THE STORY OPENS with an explanation of how the Chicken Ranch, in a town called Gilbert, got its name and the winking acknowledgement that "if you grew up anywhere in Texas, you knew from an early age they were selling something out there other than pullets". We are introduced to Miss Mona, the proprietor of the Chicken Ranch and to her "girls", who sing for the benefit of newcomers, Angel and Shy, the rules of the house. Miss Mona displays a surprisingly conservative taste ("please don't show me no tattoos, no hearts and flowers on your thigh, it's downright tacky") for someone in her position and also demonstrates a tender side as she counsels a young girl who has run away from an abusive father ("girl, you're a woman, keep your head up high"). Just as we get comfortable with the situation at the Chicken Ranch the scene shifts to the Watchdog TV studio, the spiritual home of Melvin P Thorpe and his Dogettes. He shines his self-righteous Spotlight on Gilbert and reveals to the world what they already know ("Texas has a whorehouse in it"). And so the ball of hypocrisy starts rolling.
A neat counterpoint to the hypocrisy of Thorpe is the refreshing openness of Jewel, the maid in the Chicken Ranch. She describes to the girls her "twenty four hours of loving" on her day off with her boyfriend ("what I been watchin' you girls sell all week, well your mama's gonna give it away tonight"). But this lighter mood is punctured by Sheriff Ed Earl Dodd, who has been told of Watchdog's revelations on TV. Since the Sheriff has stuck his "neck out from hell to Georgia" protecting Miss Mona in return for campaign contributions and some payment in kind, one suspects, his concern that the "public don't understand politics, no better than pigs understand kissing", leads to an over-enthusiastic request to Melvin P. Thorpe to leave town. And so the lines in the sand are drawn and there can only be one outcome. The Sheriff's outburst is captured on camera and replayed to his fellow Texans, who wrestle with their collective conscience and lose, siding with Melvin against Miss Mona, the Sheriff and Miss Mona's girls.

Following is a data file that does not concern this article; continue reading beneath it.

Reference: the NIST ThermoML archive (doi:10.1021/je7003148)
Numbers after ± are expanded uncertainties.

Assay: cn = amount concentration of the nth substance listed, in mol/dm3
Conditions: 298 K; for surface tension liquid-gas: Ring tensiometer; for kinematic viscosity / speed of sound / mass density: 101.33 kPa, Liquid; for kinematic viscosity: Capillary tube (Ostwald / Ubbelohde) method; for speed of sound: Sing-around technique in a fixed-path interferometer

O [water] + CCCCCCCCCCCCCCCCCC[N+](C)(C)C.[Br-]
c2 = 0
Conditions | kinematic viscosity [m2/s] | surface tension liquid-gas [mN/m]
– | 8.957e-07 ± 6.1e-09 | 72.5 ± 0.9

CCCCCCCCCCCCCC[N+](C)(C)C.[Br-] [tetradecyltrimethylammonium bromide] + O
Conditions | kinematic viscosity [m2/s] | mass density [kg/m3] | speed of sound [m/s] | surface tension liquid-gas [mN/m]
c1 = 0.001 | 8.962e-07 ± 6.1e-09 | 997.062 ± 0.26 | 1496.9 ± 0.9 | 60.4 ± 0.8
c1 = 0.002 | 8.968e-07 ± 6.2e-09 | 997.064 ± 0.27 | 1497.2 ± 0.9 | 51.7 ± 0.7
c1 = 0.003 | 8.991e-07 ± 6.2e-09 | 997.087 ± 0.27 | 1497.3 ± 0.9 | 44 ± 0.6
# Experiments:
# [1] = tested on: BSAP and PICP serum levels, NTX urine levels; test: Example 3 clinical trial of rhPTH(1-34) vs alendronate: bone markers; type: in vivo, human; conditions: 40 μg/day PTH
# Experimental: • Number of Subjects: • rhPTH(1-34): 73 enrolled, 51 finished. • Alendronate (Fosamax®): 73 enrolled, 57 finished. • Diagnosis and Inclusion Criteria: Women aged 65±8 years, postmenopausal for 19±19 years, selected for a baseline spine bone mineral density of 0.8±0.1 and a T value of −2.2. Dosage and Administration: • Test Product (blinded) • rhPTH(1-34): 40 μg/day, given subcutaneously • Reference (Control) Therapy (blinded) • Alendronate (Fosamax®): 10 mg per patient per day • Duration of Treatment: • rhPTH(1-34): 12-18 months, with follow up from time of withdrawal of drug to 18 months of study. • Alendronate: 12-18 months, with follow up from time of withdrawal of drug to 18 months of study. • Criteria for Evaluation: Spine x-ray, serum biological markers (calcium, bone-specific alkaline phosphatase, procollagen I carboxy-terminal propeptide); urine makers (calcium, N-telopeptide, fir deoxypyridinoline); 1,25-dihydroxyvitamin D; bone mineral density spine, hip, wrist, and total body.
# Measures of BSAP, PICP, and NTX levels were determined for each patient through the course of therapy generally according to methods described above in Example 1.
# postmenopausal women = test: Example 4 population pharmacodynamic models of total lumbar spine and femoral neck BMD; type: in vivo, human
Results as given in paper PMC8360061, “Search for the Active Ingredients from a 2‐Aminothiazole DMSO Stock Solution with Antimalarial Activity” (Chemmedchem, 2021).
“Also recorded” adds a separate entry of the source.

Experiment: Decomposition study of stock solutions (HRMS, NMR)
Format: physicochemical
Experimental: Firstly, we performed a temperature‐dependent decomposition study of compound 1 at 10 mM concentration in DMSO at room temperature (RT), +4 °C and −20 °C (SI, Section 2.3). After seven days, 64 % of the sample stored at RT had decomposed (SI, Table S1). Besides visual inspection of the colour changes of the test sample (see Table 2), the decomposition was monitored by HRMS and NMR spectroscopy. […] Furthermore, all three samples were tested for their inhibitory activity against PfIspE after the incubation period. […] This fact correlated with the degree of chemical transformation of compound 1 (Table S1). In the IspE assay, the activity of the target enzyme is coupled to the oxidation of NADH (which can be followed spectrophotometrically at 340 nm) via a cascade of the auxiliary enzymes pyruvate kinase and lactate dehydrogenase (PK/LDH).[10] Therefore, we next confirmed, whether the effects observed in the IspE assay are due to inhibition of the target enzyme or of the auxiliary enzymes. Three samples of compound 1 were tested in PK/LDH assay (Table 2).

One Texan, whose daydreaming has been inspired by the unorthodox behaviour of Miss Mona and who, we suspect, secretly admires her ("at least she ain't on her feet all day"), is Doatsy Mae, the waitress from the Texas Twinkle Cafe. Her beautiful song "Frederick of Hollywood", muses on what might have been and forces us all to reflect on what fun we could have had if we weren't "plain as grey, respectable". The action then cuts to a commentary on the local football team's match (the Aggie Boys), their victory and the local senator's promise that they can visit the Chicken Ranch as a reward. They sing the "Aggie Song" as they relish the prospect of their visit and draw some comparisons between their activities on and off the football field. Later that night Melvin P.Thorpe and his camera crew turn up at the Chicken Ranch to find the Aggies, the Senator, the Sherriff and the "girls" doing what comes naturally. And so Act One ends on a riotous note.
ACT TWO opens up with a continuation of the previous scene but with the Senator claiming he was doped and forced to participate in his nocturnal affairs by Communists. The Governor of Texas, sensing a photo opportunity, appears and despite his initial "Sidestep" of the questions asked him by reporters is eventually forced to admit that "someone, somewhere, will have to close her down". The Sheriff, besieged by phone calls from the good people of Gilbert, egged on by the Mayor, newspaper proprietor and local businessmen ("but nobody's buying nothing. People just standin around in clumps, wringing their hands and talkin about this damned mess") and finally ordered by the Governor, faces up to calling Mona and gives her the bad news.
The Sheriff, in his only song, "She's a good old girl" gives us a glimpse of his feelings for Mona but also reveals that they have always remained unsaid ("there's lots of things I could have told her I suppose"). He calls Mona on the telephone and Mona and the girls pack up to leave, sharing their fears for the future and trying to convince each other that things will be "fine and dandy, lord it's like a hard candy Christmas". The Sheriff visits Mona, uncertain of what to say. He is clearly upset but perhaps more by his failure to control events in his town than for any sentimental reasons. He does not remember the significance of an event many years before, that he and Mona both shared and Mona comes to realise, with weary resignation that, like many years before, she is on her own. In the very poignant" Bus from Amarillo" Mona reveals how she passed up a chance for spiritual freedom many years before and reflects, sadly, "how a plan just disappears, how the days can turn to weeks and how the weeks can turn to years". In other words, for Mona, as for Doatsy Mae and many others, life has passed her by.